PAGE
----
Job Security & Workers’ Compensation
Being “out” on workers’ comp means either being on temporary partial or temporary total disability, to the point where medical improvement is needed before you can go back to work. Many employers will hold either your job or one substantially similar open for you to return to – but as of this writing, there is no requirement under Florida law that they do so. If you are “out” on workers’ comp and are worried about your job security, it is important to know that there is no right to return, but you do have rights in the situation that your employment is terminated.
Still Guaranteed Wage Loss Benefits (Usually)
When an employee is not working due to an injury, their employer may choose to hold their job open, but it is purely voluntary to do that; since Florida law does not require it. Many employers will terminate the injured worker and hire someone else who is able to pick up the ‘slack’ as soon as possible. This is legal, though it can certainly feel like a betrayal to the terminated worker. However, from a purely monetary aspect, terminating an injured employee does not actually save an employer any money.
The reason for this is that under both state and federal law, an employee who is injured is still entitled to receive lost wages (the amount depending on whether your disability is total or partial, temporary or permanent) from their employer until they reach what the system calls maximum medical improvement (MMI). There are exceptions to this, but as a general rule, the only way your wage loss benefits will end is if you reach MMI – if you are terminated, it is generally irrelevant in terms of workers’ compensation.
Most employers are understandably concerned with their bottom line. However, the law forbids them from terminating an employee solely because they filed a workers’ compensation case or sought other benefits to which they believed they were entitled. If you have a reasonable belief that your employer fired you in retaliation for your claim, you may be able to sue under the anti-coercion statute or in a private civil action for wrongful termination. Florida law recognizes something called public policy, where an action contrary to public policy will shock the conscience of the average member of the public, and terminating someone in mean-spirited retaliation decidedly fits the bill.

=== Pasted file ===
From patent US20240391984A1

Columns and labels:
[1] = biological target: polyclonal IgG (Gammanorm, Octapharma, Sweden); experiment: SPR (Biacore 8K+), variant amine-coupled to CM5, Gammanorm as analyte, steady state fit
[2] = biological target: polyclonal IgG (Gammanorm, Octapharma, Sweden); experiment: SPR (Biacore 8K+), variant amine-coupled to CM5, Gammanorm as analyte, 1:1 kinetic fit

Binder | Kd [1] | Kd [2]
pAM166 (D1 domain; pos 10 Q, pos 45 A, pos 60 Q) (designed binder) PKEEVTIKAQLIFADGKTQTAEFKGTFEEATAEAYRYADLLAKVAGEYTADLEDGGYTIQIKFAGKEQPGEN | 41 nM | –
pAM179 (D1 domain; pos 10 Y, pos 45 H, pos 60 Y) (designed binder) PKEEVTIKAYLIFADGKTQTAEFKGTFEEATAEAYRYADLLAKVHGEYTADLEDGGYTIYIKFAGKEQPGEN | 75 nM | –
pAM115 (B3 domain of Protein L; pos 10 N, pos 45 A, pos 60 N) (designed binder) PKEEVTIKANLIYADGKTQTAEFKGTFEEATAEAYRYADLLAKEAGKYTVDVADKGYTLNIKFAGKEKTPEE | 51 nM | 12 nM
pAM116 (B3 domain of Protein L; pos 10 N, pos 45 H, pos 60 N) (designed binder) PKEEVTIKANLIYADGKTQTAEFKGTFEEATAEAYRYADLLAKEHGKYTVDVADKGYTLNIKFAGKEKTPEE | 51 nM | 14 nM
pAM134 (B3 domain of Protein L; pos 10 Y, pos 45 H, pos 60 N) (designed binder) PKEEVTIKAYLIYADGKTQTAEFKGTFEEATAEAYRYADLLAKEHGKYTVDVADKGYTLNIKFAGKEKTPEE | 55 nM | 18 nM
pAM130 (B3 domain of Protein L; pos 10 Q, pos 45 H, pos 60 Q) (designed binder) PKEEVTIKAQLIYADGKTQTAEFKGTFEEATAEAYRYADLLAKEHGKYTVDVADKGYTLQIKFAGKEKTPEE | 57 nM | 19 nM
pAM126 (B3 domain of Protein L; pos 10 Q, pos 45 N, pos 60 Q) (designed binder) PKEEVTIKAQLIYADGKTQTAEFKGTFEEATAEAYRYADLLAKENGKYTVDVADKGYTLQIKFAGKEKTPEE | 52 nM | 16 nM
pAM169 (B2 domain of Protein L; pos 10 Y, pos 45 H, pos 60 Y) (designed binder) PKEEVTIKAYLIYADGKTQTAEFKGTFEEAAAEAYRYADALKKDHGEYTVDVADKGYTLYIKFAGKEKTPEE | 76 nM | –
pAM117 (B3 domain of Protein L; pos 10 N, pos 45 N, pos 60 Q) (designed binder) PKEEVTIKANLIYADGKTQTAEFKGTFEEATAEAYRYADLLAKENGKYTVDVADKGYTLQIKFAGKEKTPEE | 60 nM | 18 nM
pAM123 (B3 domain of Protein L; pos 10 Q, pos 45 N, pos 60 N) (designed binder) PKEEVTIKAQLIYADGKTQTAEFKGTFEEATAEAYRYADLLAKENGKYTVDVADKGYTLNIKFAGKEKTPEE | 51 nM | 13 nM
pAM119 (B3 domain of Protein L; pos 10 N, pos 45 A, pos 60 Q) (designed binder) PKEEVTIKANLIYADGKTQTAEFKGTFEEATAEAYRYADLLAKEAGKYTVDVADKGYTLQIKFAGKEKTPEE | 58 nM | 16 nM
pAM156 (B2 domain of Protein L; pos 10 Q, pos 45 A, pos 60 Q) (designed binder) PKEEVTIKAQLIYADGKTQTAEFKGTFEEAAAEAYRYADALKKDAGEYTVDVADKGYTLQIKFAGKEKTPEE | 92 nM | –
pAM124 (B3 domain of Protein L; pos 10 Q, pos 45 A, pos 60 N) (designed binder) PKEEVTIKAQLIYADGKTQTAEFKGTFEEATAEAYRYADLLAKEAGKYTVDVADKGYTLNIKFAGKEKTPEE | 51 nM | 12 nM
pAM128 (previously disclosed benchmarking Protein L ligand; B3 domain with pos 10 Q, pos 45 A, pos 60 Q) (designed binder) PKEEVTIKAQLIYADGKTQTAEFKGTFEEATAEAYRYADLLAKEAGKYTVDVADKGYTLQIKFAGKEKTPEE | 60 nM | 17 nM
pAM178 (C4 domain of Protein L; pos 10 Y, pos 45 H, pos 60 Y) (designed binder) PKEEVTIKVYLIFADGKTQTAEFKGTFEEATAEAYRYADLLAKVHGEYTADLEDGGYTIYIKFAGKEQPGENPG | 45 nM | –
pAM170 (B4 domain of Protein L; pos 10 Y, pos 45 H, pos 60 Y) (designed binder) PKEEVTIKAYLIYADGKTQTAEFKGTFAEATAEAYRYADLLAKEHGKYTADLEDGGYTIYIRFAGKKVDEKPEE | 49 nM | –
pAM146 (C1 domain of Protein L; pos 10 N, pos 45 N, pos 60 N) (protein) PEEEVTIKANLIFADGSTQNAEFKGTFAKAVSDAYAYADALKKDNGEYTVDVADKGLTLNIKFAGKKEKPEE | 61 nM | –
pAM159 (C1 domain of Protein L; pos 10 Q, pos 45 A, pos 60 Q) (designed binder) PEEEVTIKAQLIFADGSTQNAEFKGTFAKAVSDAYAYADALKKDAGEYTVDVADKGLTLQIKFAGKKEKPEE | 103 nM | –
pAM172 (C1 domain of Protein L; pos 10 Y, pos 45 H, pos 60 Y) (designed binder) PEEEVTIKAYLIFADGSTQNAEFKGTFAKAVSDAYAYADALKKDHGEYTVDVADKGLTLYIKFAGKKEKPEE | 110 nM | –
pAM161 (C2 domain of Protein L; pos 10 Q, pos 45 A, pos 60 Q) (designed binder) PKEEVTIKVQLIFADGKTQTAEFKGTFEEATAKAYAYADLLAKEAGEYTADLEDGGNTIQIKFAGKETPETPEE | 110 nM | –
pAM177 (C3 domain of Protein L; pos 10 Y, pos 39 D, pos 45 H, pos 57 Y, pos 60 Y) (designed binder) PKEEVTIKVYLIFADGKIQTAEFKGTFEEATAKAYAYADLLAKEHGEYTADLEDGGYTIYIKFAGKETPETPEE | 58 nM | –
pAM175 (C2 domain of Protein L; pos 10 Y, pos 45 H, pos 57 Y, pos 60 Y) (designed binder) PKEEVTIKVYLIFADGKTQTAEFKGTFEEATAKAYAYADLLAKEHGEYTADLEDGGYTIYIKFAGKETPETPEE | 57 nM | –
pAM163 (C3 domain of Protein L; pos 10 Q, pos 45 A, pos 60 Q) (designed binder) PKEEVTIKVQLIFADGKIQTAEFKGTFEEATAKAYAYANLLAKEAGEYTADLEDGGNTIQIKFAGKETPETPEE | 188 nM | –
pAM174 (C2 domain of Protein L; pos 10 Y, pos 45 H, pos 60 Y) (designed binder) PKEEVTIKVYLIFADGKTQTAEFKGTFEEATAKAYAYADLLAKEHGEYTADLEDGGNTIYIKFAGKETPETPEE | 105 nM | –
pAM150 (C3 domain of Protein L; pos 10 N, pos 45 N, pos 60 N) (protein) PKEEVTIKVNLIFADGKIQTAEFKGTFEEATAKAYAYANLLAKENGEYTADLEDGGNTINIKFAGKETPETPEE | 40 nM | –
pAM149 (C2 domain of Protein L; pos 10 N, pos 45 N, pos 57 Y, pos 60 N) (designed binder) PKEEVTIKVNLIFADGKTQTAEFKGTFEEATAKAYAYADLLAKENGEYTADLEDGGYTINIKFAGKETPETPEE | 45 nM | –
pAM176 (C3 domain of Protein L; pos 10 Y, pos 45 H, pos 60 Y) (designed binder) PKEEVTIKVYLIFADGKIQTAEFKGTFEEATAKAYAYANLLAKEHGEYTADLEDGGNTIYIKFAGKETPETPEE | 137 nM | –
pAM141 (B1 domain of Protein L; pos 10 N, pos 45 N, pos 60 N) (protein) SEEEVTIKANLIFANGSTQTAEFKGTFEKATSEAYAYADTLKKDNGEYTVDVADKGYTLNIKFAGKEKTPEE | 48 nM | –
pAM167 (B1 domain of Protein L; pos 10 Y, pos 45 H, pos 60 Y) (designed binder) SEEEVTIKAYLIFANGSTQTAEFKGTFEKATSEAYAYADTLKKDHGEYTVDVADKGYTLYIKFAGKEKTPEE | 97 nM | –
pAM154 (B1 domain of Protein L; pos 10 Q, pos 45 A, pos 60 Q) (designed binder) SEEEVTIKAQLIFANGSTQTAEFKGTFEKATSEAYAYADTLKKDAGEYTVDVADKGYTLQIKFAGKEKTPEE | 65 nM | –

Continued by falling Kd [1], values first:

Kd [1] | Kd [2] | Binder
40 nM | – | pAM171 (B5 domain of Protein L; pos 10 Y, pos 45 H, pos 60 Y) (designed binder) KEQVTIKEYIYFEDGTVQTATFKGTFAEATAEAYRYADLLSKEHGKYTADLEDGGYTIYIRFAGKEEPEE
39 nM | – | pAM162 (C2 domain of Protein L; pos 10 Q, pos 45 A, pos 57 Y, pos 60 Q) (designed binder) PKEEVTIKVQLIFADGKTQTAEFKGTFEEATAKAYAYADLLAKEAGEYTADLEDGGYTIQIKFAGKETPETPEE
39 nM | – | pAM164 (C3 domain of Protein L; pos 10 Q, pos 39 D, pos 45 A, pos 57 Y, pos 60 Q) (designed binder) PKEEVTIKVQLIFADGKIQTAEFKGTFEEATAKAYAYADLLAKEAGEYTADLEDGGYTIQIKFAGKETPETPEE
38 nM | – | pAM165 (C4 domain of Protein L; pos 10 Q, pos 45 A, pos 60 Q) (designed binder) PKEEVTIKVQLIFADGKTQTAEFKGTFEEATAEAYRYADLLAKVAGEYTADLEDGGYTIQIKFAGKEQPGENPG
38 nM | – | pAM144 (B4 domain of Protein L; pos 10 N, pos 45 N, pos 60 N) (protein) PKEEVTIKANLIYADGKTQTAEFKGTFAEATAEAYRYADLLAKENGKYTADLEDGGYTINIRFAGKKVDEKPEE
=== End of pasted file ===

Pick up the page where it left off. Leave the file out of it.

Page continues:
It is less common, but employers may also sometimes retaliate if you decide to file for leave time under the Family Medical Leave Act (FMLA), assuming you meet the criteria to do so. If you suspect your employer is acting negatively toward you out of retaliation, it is crucial to contact an attorney, so that you can know what your rights are in this type of situation, and how best to proceed. Your livelihood may be at stake.
Call An Orlando Workers’ Compensation Attorney
Most people want to recuperate and get back to work as soon as possible, but that may not be in their employers’ plan. It is important to seek experienced legal assistance and be certain of what rights you have and which of your options may be best going forward. The Orlando workers’ compensation attorneys at the Hornsby Law Group are well versed in this type of case, and will work hard for you. Call us today for a free consultation.